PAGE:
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South African Child “Practically Cured” Of HIV For 9 Years

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A child born with HIV has been "functionally cured" of the virus in the past nine years. The South African child was able to live nearly a decade without taking medication for the disease, which is only the third case of a child who remains in remission without detectable levels of HIV for some time.

The child was first treated in 2007 and, as part of a trial was randomly allocated 40 weeks of antiretroviral drugs with 143 other babies. Once the treatment was complete, the infection remained imperceptible in the child's circulatory system and remained so important from this point. None of the other children showed the same results.

The case was compared to that of the "Baby Mississippi" who in 2010 was treated for HIV infection from birth at the time he was a year and a half old. After a certain time without prescription, HIV infection was still undetectable. By 2014, unfortunately, the tests revealed that the virus had surfaced again.

The researchers were puzzled that the "cure" did not last to the Mississippi baby, so this time they are urging a lot of caution. They do not recommend that the child be completely cured and have been able to identify the infection in a modest depot in a few cells of the insensitive frame. However, since the child has no evidence of HIV infection, it appears that the child can be "cured functionally."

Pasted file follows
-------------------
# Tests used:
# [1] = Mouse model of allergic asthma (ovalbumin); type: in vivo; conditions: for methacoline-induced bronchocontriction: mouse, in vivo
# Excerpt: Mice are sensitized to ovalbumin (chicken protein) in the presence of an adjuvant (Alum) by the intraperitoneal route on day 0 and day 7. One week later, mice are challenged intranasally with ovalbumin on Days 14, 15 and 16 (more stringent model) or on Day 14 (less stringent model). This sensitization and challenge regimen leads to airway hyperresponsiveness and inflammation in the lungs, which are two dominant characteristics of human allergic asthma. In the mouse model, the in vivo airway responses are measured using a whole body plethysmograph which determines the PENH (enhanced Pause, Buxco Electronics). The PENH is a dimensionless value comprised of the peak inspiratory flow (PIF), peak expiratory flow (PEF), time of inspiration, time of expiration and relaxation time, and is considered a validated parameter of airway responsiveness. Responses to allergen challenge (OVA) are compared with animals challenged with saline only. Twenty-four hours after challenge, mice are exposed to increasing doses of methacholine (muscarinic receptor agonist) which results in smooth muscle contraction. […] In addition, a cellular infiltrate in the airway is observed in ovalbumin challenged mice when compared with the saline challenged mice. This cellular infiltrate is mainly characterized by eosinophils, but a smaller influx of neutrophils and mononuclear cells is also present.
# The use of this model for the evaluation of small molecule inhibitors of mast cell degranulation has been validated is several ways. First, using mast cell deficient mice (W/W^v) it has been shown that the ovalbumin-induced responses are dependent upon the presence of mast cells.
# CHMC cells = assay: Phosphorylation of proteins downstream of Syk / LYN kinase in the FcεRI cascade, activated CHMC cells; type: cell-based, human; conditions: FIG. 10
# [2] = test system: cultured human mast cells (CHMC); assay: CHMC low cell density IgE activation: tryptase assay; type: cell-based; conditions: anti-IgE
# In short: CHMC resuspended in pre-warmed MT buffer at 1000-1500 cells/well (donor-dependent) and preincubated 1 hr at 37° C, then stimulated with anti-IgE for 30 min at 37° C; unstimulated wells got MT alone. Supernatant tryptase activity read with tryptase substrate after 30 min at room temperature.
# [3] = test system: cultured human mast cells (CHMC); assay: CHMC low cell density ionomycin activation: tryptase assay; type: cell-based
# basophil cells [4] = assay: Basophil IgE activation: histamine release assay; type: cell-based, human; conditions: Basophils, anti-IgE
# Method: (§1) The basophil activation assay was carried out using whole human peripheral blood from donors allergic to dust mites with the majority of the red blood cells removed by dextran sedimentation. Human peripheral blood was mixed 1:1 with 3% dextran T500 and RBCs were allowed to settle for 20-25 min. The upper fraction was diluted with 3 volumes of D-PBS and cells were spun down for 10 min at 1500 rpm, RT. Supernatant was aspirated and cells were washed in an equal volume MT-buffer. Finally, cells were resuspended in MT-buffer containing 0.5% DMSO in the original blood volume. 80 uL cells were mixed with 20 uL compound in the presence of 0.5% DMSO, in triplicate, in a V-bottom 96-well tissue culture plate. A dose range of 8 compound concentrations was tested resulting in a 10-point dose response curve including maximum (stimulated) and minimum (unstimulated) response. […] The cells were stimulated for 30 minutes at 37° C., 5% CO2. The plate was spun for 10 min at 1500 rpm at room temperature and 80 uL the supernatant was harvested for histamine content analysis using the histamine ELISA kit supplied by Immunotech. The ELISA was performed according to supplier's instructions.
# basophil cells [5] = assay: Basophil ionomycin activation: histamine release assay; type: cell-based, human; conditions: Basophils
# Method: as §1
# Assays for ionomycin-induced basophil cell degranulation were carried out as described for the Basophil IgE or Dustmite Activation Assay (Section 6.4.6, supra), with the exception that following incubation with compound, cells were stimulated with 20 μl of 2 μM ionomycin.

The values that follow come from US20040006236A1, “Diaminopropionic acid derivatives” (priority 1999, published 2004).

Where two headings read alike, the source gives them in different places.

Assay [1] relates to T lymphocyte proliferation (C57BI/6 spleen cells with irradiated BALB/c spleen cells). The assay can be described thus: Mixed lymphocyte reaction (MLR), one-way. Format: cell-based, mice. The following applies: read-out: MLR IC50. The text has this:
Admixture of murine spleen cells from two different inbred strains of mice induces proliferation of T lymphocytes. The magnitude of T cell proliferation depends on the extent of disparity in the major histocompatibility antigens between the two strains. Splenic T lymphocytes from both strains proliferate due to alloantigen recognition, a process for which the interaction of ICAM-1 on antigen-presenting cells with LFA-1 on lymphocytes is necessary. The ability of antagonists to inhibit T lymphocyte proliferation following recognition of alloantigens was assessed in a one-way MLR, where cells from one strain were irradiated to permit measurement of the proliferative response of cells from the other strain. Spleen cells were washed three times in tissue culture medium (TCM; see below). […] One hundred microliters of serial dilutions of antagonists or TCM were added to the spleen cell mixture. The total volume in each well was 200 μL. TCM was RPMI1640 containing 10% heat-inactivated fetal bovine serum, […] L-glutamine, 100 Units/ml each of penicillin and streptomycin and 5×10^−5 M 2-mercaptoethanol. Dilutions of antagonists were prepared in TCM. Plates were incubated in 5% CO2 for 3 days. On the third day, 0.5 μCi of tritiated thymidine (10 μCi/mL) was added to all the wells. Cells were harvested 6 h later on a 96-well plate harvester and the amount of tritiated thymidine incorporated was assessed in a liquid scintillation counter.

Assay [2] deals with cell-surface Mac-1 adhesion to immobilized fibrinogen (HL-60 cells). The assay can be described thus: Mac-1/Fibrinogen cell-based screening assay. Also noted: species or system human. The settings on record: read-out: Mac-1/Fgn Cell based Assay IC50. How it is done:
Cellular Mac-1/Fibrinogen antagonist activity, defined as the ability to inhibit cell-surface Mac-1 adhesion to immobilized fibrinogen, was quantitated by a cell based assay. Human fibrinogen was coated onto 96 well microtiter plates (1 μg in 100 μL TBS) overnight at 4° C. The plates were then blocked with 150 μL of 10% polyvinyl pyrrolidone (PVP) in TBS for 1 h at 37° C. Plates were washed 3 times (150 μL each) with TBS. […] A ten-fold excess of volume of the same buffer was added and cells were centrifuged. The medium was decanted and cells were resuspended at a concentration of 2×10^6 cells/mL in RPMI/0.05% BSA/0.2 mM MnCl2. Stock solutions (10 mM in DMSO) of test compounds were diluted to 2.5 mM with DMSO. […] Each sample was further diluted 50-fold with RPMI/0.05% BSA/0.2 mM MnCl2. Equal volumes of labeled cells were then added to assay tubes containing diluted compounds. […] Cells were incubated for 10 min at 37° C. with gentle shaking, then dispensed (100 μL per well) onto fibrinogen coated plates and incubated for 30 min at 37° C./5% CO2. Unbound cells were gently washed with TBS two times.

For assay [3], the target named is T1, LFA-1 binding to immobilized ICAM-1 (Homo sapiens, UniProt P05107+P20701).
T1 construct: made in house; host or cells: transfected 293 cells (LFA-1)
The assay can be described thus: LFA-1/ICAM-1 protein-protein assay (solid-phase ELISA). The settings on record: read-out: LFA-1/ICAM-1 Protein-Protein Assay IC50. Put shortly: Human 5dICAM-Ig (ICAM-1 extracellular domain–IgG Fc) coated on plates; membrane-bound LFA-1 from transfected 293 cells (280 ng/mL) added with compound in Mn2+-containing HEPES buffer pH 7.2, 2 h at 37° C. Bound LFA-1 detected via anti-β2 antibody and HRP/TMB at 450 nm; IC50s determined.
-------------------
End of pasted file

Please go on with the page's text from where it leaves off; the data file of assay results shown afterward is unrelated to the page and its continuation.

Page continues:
"More study is needed to learn how to induce long-term HIV remission in infected infants," Anthony S Fauci, director of the National Institute of Allergies and Infectious Diseases (NIAID) told The Guardian. "This new case, however, reinforces our hope that by treating children infected with HIV for a brief period beginning in infancy, we can save them from the burden of life-long therapy and health consequences Of activation Long-term immune system associated with HIV disease ."

Doctors are still not sure what is going on in the immune system of these children. There are known cases where some people - especially sex workers - resist infection. These people have not been contaminated with the virus, although they are regularly exposed.

The fascinating thing about this last child, however, is that he does not share the same genetic markers as these immune individuals, which recommends that there be another type of invulnerability happening. The team hopes that by examining the child more, she can broaden her knowledge of how to convince the body to control and fight the virus. This could stimulate better drugs or even the Holy Grail of a vaccine.
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